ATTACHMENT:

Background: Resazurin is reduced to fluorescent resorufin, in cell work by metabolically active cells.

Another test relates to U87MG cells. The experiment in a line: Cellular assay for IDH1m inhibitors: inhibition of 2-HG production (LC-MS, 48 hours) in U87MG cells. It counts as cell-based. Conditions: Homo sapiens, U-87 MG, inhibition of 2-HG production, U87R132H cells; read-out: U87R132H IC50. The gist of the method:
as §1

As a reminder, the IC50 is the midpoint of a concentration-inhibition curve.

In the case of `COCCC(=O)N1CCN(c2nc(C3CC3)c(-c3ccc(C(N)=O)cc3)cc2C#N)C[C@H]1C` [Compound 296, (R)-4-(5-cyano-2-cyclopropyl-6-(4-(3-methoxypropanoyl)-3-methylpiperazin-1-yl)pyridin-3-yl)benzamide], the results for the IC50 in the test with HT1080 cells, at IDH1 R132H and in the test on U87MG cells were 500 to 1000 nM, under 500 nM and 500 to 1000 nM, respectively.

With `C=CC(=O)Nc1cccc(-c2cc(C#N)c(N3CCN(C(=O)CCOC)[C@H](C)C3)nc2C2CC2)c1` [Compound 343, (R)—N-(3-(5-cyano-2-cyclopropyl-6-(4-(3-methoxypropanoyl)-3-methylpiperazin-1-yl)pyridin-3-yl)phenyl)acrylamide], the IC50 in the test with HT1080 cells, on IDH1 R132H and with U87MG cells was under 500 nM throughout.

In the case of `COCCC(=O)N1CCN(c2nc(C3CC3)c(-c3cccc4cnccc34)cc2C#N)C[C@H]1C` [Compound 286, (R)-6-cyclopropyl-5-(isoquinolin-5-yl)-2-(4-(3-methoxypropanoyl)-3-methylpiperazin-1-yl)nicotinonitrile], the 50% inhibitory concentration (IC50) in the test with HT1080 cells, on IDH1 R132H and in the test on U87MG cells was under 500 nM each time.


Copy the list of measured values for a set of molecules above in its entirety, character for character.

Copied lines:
Background: Resazurin is reduced to fluorescent resorufin, in cell work by metabolically active cells.

Another test relates to U87MG cells. The experiment in a line: Cellular assay for IDH1m inhibitors: inhibition of 2-HG production (LC-MS, 48 hours) in U87MG cells. It counts as cell-based. Conditions: Homo sapiens, U-87 MG, inhibition of 2-HG production, U87R132H cells; read-out: U87R132H IC50. The gist of the method:
as §1

As a reminder, the IC50 is the midpoint of a concentration-inhibition curve.

In the case of `COCCC(=O)N1CCN(c2nc(C3CC3)c(-c3ccc(C(N)=O)cc3)cc2C#N)C[C@H]1C` [Compound 296, (R)-4-(5-cyano-2-cyclopropyl-6-(4-(3-methoxypropanoyl)-3-methylpiperazin-1-yl)pyridin-3-yl)benzamide], the results for the IC50 in the test with HT1080 cells, at IDH1 R132H and in the test on U87MG cells were 500 to 1000 nM, under 500 nM and 500 to 1000 nM, respectively.

With `C=CC(=O)Nc1cccc(-c2cc(C#N)c(N3CCN(C(=O)CCOC)[C@H](C)C3)nc2C2CC2)c1` [Compound 343, (R)—N-(3-(5-cyano-2-cyclopropyl-6-(4-(3-methoxypropanoyl)-3-methylpiperazin-1-yl)pyridin-3-yl)phenyl)acrylamide], the IC50 in the test with HT1080 cells, on IDH1 R132H and with U87MG cells was under 500 nM throughout.

In the case of `COCCC(=O)N1CCN(c2nc(C3CC3)c(-c3cccc4cnccc34)cc2C#N)C[C@H]1C` [Compound 286, (R)-6-cyclopropyl-5-(isoquinolin-5-yl)-2-(4-(3-methoxypropanoyl)-3-methylpiperazin-1-yl)nicotinonitrile], the 50% inhibitory concentration (IC50) in the test with HT1080 cells, on IDH1 R132H and in the test on U87MG cells was under 500 nM each time.